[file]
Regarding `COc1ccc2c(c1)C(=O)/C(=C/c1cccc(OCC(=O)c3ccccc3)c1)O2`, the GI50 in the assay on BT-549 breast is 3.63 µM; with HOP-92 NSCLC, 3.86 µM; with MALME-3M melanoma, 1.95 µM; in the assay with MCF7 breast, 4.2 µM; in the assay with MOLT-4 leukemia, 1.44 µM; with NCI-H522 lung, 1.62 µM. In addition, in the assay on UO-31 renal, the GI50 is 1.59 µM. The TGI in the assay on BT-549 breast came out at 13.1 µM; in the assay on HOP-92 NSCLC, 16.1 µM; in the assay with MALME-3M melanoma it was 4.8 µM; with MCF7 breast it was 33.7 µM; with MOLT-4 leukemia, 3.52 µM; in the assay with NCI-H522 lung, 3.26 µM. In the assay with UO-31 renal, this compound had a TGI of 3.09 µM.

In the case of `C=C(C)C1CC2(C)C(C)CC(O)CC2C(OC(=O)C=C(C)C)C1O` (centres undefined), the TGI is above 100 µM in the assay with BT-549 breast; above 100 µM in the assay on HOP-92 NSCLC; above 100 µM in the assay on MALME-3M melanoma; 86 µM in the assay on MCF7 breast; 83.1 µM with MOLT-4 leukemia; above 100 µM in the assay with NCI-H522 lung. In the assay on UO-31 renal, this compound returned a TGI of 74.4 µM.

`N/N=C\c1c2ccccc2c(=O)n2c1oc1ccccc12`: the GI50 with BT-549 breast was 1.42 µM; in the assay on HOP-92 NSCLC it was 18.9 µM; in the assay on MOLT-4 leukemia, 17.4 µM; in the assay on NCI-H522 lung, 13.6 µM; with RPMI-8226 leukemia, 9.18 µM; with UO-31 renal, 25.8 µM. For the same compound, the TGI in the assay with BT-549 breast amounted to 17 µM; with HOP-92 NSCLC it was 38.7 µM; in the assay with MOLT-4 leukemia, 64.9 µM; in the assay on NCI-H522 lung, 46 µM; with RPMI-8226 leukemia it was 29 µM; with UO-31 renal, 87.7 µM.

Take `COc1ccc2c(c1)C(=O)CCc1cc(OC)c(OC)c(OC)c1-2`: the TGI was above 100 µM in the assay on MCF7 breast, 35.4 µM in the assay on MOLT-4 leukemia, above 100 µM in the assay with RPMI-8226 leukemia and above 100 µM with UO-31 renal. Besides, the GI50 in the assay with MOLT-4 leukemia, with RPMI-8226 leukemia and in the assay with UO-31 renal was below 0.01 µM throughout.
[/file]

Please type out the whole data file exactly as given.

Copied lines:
Regarding `COc1ccc2c(c1)C(=O)/C(=C/c1cccc(OCC(=O)c3ccccc3)c1)O2`, the GI50 in the assay on BT-549 breast is 3.63 µM; with HOP-92 NSCLC, 3.86 µM; with MALME-3M melanoma, 1.95 µM; in the assay with MCF7 breast, 4.2 µM; in the assay with MOLT-4 leukemia, 1.44 µM; with NCI-H522 lung, 1.62 µM. In addition, in the assay on UO-31 renal, the GI50 is 1.59 µM. The TGI in the assay on BT-549 breast came out at 13.1 µM; in the assay on HOP-92 NSCLC, 16.1 µM; in the assay with MALME-3M melanoma it was 4.8 µM; with MCF7 breast it was 33.7 µM; with MOLT-4 leukemia, 3.52 µM; in the assay with NCI-H522 lung, 3.26 µM. In the assay with UO-31 renal, this compound had a TGI of 3.09 µM.

In the case of `C=C(C)C1CC2(C)C(C)CC(O)CC2C(OC(=O)C=C(C)C)C1O` (centres undefined), the TGI is above 100 µM in the assay with BT-549 breast; above 100 µM in the assay on HOP-92 NSCLC; above 100 µM in the assay on MALME-3M melanoma; 86 µM in the assay on MCF7 breast; 83.1 µM with MOLT-4 leukemia; above 100 µM in the assay with NCI-H522 lung. In the assay on UO-31 renal, this compound returned a TGI of 74.4 µM.

`N/N=C\c1c2ccccc2c(=O)n2c1oc1ccccc12`: the GI50 with BT-549 breast was 1.42 µM; in the assay on HOP-92 NSCLC it was 18.9 µM; in the assay on MOLT-4 leukemia, 17.4 µM; in the assay on NCI-H522 lung, 13.6 µM; with RPMI-8226 leukemia, 9.18 µM; with UO-31 renal, 25.8 µM. For the same compound, the TGI in the assay with BT-549 breast amounted to 17 µM; with HOP-92 NSCLC it was 38.7 µM; in the assay with MOLT-4 leukemia, 64.9 µM; in the assay on NCI-H522 lung, 46 µM; with RPMI-8226 leukemia it was 29 µM; with UO-31 renal, 87.7 µM.

Take `COc1ccc2c(c1)C(=O)CCc1cc(OC)c(OC)c(OC)c1-2`: the TGI was above 100 µM in the assay on MCF7 breast, 35.4 µM in the assay on MOLT-4 leukemia, above 100 µM in the assay with RPMI-8226 leukemia and above 100 µM with UO-31 renal. Besides, the GI50 in the assay with MOLT-4 leukemia, with RPMI-8226 leukemia and in the assay with UO-31 renal was below 0.01 µM throughout.